Inspired by a banking scandal, The International is supposed to be an action-thriller. It turns out to be neither – there is only one action sequence, which happens to be the only thrill the movie offers. Coming from the director of Run Lola Run, The International is a total disappointment. Heck, it’d be a disappointment even if it was made by someone else, but this is worse because Tom Tykwer being at the helm of matters can get anyone excited.

Louis Salinger (Clive Owen) is an Interpol agent who knows the International Bank Of Business And Credit (IBBC) is up to some shady stuff. With the help of the goodlooking Eleanor Whitman (Naomi Watts), he decides to take on the IBBC. The story is interesting, but that’s about it. At the beginning of the film, Salinger’s partner Thomas Schumer is sitting in a car with another man, one Andre Clement. They’re talking about a major nuclear purchase the IBBC is going to make for a deal with China.Thomas gets out of the car and is about to cross the street where Salinger is waiting. Suddenly, Thomas vomits and falls to the ground and dies.

Salinger knows Thomas has not died of a heart attack but has been assasinated, and we find out a little later Clement also has died under mysterious circumstances. This is also when you can let your excitement die, because the rest of the movie is a total brain-strain that will put you to sleep.

Turns out Salinger had attempted something similar earlier but his plan had flopped, just like this movie is going to. There is a man called Calvini, who is the head of a weapons defense organisation. Calvini had refused to do business with the IBBC, and as a result, gets shot in the head while giving a speech. When people in the movie die, you feel happy for them as they are set free and are not stuck in the theatre like you.

The rest of The International is packed with incredibly dull moments that think they’re exciting. The dialogue tries really hard to be profound and there are at least half a dozen times you’ll say, ‘Yeah, right!’. There are so many people walking in an out of scenes in The International that you won’t know who’s doing what. Everyone tries to look intense and like they mean business but you simply don’t care – the story doesn’t engage you at all.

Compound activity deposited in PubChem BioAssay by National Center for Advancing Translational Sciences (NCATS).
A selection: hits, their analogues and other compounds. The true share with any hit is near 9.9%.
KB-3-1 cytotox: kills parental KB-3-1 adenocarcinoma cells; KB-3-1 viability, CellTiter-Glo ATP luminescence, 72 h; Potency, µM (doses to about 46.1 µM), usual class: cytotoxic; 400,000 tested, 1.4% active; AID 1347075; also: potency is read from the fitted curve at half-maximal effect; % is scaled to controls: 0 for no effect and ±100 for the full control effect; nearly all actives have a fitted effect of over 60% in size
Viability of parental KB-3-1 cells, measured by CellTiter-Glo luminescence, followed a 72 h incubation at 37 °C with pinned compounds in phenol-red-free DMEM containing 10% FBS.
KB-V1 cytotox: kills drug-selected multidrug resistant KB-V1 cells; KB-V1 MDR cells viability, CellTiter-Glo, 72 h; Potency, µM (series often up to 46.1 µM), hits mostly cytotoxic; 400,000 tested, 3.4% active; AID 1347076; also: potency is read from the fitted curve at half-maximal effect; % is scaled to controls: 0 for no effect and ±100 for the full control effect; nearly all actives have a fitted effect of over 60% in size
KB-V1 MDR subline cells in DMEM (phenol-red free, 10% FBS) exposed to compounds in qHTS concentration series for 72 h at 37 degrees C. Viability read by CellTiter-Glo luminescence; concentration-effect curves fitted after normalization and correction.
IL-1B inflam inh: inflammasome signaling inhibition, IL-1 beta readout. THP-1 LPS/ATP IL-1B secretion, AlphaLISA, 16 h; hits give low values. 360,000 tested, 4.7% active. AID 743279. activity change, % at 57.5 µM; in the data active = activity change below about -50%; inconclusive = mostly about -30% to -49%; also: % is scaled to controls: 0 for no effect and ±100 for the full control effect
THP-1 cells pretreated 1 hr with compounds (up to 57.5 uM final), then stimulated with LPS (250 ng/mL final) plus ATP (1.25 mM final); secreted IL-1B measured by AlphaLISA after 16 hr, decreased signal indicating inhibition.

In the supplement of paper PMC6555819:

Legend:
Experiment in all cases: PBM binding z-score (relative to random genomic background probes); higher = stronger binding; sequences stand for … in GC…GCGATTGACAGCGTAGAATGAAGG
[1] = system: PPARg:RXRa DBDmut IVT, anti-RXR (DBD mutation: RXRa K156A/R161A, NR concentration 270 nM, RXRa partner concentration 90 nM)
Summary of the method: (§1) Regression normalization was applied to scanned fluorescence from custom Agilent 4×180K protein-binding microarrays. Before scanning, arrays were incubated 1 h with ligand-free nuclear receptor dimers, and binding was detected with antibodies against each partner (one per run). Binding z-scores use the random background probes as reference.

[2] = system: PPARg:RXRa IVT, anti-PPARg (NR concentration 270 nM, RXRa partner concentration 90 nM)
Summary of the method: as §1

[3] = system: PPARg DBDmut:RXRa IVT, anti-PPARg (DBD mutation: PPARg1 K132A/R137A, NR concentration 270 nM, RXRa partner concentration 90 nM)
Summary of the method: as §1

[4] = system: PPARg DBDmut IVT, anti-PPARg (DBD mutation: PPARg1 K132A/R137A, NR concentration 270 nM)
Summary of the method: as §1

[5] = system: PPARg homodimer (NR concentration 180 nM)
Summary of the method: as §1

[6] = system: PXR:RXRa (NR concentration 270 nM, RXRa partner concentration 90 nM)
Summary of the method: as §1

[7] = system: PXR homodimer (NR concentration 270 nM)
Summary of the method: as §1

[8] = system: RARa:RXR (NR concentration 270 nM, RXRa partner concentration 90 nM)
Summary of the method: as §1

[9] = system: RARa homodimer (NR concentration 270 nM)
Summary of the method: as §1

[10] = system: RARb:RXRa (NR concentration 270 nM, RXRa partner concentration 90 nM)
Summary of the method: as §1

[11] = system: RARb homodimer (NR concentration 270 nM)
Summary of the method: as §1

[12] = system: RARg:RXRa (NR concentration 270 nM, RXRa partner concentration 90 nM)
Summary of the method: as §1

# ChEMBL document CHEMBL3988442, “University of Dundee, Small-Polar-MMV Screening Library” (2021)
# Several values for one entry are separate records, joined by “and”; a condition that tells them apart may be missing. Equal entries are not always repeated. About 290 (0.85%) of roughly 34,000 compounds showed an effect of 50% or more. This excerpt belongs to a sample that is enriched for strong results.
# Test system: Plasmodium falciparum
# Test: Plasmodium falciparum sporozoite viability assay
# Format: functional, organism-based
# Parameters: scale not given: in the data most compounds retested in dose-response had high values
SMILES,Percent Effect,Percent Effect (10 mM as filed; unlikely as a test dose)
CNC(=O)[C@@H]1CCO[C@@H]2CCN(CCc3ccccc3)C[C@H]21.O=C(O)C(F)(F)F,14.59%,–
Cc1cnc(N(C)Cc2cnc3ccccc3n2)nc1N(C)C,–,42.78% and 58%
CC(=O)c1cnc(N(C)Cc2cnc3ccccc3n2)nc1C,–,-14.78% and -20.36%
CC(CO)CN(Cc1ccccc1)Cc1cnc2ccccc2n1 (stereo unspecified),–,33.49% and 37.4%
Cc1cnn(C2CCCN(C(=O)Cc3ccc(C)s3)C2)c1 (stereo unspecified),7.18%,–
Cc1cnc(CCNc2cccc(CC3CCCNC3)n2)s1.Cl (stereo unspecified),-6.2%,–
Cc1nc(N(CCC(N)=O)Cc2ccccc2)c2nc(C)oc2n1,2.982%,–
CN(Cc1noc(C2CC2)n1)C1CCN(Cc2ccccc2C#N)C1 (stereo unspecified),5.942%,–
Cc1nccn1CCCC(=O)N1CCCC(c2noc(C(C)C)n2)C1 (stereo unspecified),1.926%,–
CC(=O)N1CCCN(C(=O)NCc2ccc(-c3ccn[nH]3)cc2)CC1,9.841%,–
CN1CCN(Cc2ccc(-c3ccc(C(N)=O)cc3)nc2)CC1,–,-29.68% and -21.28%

The performances are hardly worth a mention – there is zero chemistry between Owen and Watts. At some point, Naomi Watts asks, ‘What was that?’. My question exactly.

The only time you feel entertained is during the neat action sequence. Shot in a famous museum in New York, there are plenty of bullets flying around, and the bang-bang comes as a relief.

There are two funny scenes in The International – one is when cops frighten a paranoid doctor by telling him one of his patients is a psychopathic serial killer. The other funny scene – you will let out a tired laugh at how the movie ends… and it’s not even meant to be funny.


The International is highly recommended for insomniacs, so take a pillow along if you’re actually going for this boring thriller.


[From my Buzz18 reviews]

Movie Review: Blue

Member of The Internet Defense League

Follow Mehta Kya Kehta? on

Enter your email address to follow this blog and receive notifications of new posts by email.

Blog Stats

  • 1,203,257 hits
December 2009
« Nov   Jan »

%d bloggers like this: